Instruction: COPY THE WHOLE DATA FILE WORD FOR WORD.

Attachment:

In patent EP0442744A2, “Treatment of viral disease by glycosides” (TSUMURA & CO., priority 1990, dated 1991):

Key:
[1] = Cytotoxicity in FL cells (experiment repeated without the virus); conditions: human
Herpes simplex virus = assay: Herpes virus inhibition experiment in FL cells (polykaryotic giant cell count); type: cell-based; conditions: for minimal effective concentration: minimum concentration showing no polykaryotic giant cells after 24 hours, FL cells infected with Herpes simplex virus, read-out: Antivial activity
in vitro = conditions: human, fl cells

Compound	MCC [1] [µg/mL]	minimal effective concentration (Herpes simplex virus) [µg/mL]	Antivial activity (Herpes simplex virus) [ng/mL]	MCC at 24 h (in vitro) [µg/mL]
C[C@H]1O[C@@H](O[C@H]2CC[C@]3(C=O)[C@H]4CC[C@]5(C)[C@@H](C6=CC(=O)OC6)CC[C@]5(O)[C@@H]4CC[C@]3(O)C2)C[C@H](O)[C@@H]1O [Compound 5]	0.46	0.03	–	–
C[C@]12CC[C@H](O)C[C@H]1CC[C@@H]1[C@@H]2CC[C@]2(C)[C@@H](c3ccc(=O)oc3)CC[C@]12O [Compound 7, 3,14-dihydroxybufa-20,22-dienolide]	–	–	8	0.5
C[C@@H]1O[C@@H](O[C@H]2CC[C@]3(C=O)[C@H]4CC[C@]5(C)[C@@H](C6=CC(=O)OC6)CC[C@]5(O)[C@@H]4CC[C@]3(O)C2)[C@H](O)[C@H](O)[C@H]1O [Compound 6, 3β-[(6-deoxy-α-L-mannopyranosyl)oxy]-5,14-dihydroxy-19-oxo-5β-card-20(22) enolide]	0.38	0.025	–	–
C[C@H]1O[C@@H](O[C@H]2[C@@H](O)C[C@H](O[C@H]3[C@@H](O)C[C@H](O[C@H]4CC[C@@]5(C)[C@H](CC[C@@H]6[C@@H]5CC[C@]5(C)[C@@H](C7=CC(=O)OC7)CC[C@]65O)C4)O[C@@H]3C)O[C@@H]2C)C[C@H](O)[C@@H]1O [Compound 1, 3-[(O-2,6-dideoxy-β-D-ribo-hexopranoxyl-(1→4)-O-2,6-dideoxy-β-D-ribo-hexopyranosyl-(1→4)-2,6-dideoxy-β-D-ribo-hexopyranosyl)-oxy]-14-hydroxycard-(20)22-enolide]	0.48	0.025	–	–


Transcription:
In patent EP0442744A2, “Treatment of viral disease by glycosides” (TSUMURA & CO., priority 1990, dated 1991):

Key:
[1] = Cytotoxicity in FL cells (experiment repeated without the virus); conditions: human
Herpes simplex virus = assay: Herpes virus inhibition experiment in FL cells (polykaryotic giant cell count); type: cell-based; conditions: for minimal effective concentration: minimum concentration showing no polykaryotic giant cells after 24 hours, FL cells infected with Herpes simplex virus, read-out: Antivial activity
in vitro = conditions: human, fl cells

Compound	MCC [1] [µg/mL]	minimal effective concentration (Herpes simplex virus) [µg/mL]	Antivial activity (Herpes simplex virus) [ng/mL]	MCC at 24 h (in vitro) [µg/mL]
C[C@H]1O[C@@H](O[C@H]2CC[C@]3(C=O)[C@H]4CC[C@]5(C)[C@@H](C6=CC(=O)OC6)CC[C@]5(O)[C@@H]4CC[C@]3(O)C2)C[C@H](O)[C@@H]1O [Compound 5]	0.46	0.03	–	–
C[C@]12CC[C@H](O)C[C@H]1CC[C@@H]1[C@@H]2CC[C@]2(C)[C@@H](c3ccc(=O)oc3)CC[C@]12O [Compound 7, 3,14-dihydroxybufa-20,22-dienolide]	–	–	8	0.5
C[C@@H]1O[C@@H](O[C@H]2CC[C@]3(C=O)[C@H]4CC[C@]5(C)[C@@H](C6=CC(=O)OC6)CC[C@]5(O)[C@@H]4CC[C@]3(O)C2)[C@H](O)[C@H](O)[C@H]1O [Compound 6, 3β-[(6-deoxy-α-L-mannopyranosyl)oxy]-5,14-dihydroxy-19-oxo-5β-card-20(22) enolide]	0.38	0.025	–	–
C[C@H]1O[C@@H](O[C@H]2[C@@H](O)C[C@H](O[C@H]3[C@@H](O)C[C@H](O[C@H]4CC[C@@]5(C)[C@H](CC[C@@H]6[C@@H]5CC[C@]5(C)[C@@H](C7=CC(=O)OC7)CC[C@]65O)C4)O[C@@H]3C)O[C@@H]2C)C[C@H](O)[C@@H]1O [Compound 1, 3-[(O-2,6-dideoxy-β-D-ribo-hexopranoxyl-(1→4)-O-2,6-dideoxy-β-D-ribo-hexopyranosyl-(1→4)-2,6-dideoxy-β-D-ribo-hexopyranosyl)-oxy]-14-hydroxycard-(20)22-enolide]	0.48	0.025	–	–